April 21, 2024

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The Grimace shake meme mixes horror with McDonald’s in the latest TikTok trend

This week Lucas Robbins and 12 of his friends gathered in a sewer with 13 purple milkshakes and a plan to go viral.

the video Posted Monday on Robbins’ TikTok account, it begins in a McDonald’s parking lot in San Clemente, Calif., but cuts to a sewer, where teens lie shirtless and covered in melted purple jerks, some playing dead while others scream in panic. The video garnered 1.6 million views, but at a very messy cost to everyone involved.

“It got very sticky,” said Enzo Candoll, one of Robbins’ friends. “It was really bad… I got two towels, which wasn’t enough.”

It was just one of thousands of videos posted to TikTok as part of the “Grimace shake” trend featuring a berry-flavored drink named after the fast food chain’s furry purple mascot. McDonald’s released the shake-up on June 12, but it wasn’t until the TikTok trend caught fire last weekend that sales began.

This trend—which was started publicly not by McDonald’s marketing team, but by fans like Robbins—features people acting out horror movie-like scenes, usually scored with dramatic music and in some cases, elaborate plots. Videos posted on TikTok with the hashtag #GrimaceShake have been viewed 400 million times to date.

McDonald’s employees in New York City and Minneapolis said orders for Grimace shakes resulted in some stores running out of ice cream by midday.

“It started with great joy,” said Emily Downey, who works at McDonald’s in Brooklyn. “But as it went viral on TikTok, you could definitely see that there was a lot of business in terms of the Grimace meal, and even people just coming in to get, like, the shake on its own.”

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On Thursday, McDonald’s publicly acknowledged the trend for the first time, posting a video to its TikTok account of Grimace covering his eyes with the caption, “I pretend I don’t see the grimace rocking the trend.”

Wendy Zajak, director of marketing at Georgetown University, heard about the trend not through work but from her three Generation Z children.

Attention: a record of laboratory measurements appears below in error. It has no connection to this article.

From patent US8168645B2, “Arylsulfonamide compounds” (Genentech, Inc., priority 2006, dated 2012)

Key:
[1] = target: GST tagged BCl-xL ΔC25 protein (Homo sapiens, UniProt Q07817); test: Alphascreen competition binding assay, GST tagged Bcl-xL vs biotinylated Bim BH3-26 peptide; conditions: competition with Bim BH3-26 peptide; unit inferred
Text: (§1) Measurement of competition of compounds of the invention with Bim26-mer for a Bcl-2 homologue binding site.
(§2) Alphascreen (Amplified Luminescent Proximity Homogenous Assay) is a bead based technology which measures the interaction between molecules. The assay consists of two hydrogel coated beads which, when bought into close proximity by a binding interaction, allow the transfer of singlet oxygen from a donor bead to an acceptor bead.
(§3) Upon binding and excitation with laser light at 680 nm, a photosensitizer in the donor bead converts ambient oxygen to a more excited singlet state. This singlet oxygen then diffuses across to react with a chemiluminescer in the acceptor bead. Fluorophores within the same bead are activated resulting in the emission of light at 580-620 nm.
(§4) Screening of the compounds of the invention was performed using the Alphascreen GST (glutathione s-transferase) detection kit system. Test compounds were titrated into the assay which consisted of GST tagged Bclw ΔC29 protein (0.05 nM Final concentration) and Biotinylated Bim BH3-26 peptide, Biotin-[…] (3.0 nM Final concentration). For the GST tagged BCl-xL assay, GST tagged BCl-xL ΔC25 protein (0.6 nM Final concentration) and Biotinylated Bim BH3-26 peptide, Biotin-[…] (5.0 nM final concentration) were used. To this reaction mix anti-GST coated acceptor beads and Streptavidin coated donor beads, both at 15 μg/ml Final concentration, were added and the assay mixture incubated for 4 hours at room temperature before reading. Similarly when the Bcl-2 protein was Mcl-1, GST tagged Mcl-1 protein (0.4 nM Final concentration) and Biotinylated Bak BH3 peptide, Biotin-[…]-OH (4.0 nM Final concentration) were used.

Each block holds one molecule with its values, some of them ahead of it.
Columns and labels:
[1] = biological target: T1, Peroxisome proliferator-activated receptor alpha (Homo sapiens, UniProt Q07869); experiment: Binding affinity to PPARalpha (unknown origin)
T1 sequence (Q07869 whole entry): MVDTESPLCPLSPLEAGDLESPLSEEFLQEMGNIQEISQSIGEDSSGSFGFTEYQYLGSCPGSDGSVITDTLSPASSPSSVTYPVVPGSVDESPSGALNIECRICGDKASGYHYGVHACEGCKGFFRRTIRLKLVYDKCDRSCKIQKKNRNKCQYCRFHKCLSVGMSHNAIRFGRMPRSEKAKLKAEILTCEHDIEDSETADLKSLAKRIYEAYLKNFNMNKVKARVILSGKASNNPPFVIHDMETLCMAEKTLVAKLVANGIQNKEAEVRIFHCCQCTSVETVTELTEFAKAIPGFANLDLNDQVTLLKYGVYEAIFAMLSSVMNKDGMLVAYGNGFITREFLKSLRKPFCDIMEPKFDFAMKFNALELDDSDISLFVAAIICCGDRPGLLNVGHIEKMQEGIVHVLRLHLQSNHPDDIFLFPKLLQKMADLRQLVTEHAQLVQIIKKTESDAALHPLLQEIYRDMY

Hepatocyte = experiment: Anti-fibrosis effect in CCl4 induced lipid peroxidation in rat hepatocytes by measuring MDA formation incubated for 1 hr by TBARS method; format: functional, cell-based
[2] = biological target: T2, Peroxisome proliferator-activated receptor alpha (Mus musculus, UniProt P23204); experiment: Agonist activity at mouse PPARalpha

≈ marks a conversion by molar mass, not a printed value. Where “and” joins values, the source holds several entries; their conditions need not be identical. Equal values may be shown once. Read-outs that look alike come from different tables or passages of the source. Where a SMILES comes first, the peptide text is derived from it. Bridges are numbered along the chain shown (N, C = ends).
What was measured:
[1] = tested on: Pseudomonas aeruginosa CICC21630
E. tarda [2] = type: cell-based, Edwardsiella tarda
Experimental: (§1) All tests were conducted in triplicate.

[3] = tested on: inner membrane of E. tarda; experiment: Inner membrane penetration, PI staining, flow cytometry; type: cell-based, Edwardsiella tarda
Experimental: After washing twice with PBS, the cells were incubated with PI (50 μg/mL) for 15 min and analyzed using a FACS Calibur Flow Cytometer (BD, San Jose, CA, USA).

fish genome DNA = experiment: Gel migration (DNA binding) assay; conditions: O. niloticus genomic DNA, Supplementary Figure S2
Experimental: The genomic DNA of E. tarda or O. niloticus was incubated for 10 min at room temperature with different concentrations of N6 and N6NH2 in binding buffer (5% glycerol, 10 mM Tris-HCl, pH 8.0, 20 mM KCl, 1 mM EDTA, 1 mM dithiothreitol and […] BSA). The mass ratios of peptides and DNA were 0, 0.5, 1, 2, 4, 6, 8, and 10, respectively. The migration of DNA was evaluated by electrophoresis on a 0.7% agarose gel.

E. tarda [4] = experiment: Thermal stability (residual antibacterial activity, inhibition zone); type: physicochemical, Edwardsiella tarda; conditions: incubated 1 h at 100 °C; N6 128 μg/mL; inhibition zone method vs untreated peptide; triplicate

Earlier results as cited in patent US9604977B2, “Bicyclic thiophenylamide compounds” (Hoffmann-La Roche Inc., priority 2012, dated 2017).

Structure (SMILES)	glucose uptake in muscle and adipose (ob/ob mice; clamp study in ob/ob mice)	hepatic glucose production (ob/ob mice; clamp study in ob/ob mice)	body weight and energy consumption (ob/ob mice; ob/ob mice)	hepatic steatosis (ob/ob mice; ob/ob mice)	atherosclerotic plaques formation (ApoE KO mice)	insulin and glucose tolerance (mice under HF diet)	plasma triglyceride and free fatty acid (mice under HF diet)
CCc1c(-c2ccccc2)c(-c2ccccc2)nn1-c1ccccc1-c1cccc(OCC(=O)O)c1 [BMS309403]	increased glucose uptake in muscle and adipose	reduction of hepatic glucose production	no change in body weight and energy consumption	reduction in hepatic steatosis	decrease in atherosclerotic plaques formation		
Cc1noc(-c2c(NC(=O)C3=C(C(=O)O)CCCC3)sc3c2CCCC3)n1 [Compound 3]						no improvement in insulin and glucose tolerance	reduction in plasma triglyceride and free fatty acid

“If I were a marketer trying to create a viral campaign, I don’t know that I would have said, ‘Hey, drink a milkshake and die,'” Zajac said. Ultimately, it increases sales. It makes people try purple milkshakes.”

The popularity of shake videos comes as restaurants are taking to social media, particularly TikTok, to reach younger audiences. The Mexican chain Chipotle has signed sponsorship deals with popular food TikTokers like Keith Lee, who has more than 13 million followers on the platform. Mediterranean restaurant chain Cava named the meals Some TikTok influencers.

Zajac said that corporate marketing does not fit into an organic trend when it comes to resonating with the public.

“The company’s line of something is not what goes viral She said. Brands will always want to control the message, but getting something to go viral isn’t easy. It’s risk and reward, and in this case, the reward is greater than the risk.”

This isn’t the first time McDonald’s has benefited from inadvertent viral marketing of one of its products. In 2020, the company’s “Travis Scott Meal” attracted attention when customers took to TikTok to post videos of themselves ordering the meal by launching the rapper’s song “Sicko Mode” into the drive-through.

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As with Travis Scott’s meal, Grimace’s shake-up trend boosted sales at the expense of wreaking havoc on its employees’ workplace, said Dilma Jofio, director of McDonald’s in D.C.

“Most of the people who buy them mention TikToks,” Jovio told The Post. “We sell hundreds every day. But it’s an inconvenience for the employees.”

Some customers posted videos of their friends pouring the shake over themselves in the restaurant’s lobby. in video Posted by user @lundonhala McDonald’s employees tell a customer who isn’t wearing a purple hooded shirt to get out of the restaurant and threaten to call security.

In California, Robbins wasn’t sure if he’d ever buy a shake again.

“Maybe another joke,” Robbins said. “But no, I wouldn’t buy it for my own pleasure.”